In the wake of a positive second quarter report, Precise Biometrics is looking ahead to the fall and beyond, aiming to keep its success rolling. In a recent blog post on the company website, CEO Stefan K. Persson reflected on the major highlights of the previous months and gave insight into the company’s bright prospects.
Notably, Precise saw strong development in spite of COVID-19. Part of this success is due to the company’s expansion into multimodality and the access control market via its YOUNiQ product. YOUNiQ – Access fits into a major trend in biometrics and the wider security industry, providing integrators with contactless biometric authentication options. With physical distancing measures and directives to avoid touching shared surfaces, many organizations are looking for technology like YOUNiQ to reopen their doors in the safest manner possible.
“Our solution is ideal for companies who have staff or visitors who need to physically attend their premises,” wrote Persson. “Without the need for expensive, cumbersome and time consuming processes to issue keys or other physical tags, authorised individuals are simply onboarded at a convenient time digitally. Then they can enter the facility easily via facial recognition which is matched against the selfie they provided during onboarding. Importantly during this time of heightened hygiene, there is no need to touch anything in order to enter the facility – no pin pad or tags needed and you can be sure that only the right individual has been granted access.”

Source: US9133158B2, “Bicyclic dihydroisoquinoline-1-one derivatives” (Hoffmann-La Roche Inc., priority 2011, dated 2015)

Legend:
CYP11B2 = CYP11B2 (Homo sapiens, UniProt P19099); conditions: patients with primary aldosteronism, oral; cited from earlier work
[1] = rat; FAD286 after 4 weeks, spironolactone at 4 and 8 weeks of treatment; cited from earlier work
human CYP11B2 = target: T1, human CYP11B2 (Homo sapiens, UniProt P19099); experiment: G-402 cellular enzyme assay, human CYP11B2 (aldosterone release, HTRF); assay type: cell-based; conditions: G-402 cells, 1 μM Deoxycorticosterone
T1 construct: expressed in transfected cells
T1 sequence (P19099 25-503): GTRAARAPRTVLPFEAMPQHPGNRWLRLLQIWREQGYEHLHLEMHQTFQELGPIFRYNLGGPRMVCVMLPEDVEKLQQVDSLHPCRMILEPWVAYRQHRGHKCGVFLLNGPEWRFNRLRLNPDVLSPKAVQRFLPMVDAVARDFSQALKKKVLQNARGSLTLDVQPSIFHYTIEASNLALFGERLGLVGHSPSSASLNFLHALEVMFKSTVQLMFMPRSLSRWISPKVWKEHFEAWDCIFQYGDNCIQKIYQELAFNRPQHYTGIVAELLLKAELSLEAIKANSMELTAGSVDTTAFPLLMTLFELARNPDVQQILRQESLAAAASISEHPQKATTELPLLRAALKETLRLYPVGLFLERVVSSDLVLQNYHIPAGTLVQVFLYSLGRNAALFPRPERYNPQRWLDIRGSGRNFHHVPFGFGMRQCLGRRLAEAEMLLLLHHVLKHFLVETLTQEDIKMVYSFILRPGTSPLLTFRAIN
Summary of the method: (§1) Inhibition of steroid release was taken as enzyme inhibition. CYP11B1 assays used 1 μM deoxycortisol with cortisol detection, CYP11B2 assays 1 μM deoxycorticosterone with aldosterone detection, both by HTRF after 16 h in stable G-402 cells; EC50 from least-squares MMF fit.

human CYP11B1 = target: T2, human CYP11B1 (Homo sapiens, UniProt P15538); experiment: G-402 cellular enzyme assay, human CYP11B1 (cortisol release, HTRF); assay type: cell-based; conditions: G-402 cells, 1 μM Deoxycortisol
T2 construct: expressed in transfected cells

Persson noted that YOUNiQ – Access was deployed by Temporary Space earlier this year. Furthermore, the company announced yet another YOUNiQ partner, RCO Security, just yesterday, giving further credence to the CEO’s optimism.
Another pandemic era trend earned a mention in Persson’s statement, too: contactless payment cards. The aversion to shared surfaces has created a major shift toward tap-to-pay card transactions, with many physical retailers continuing to refuse cash. Biometric smart cards have been suggested as a viable way to increase tap payment limits while ensuring security.
Precise’s biometric software is also finding its way into biometric cards, so there is quite an opportunity for the company once major commercial orders begin to ship. But that might be a little further down the road. As Persson writes: “While this will not happen immediately – we do not yet expect any major volumes of biometric cards from any of the card issuers in 2020 – it will be an exciting area to watch once card issuers can start to mass produce the cards to harness this innovation.”
In any case, with its impressive maneuvering Precise Biometrics has shown that while the coronavirus pandemic is presenting widespread industry challenges, there are still reasons to stay excited about strong authentication in the access and payments spaces.
(Originally posted on FindBiometrics)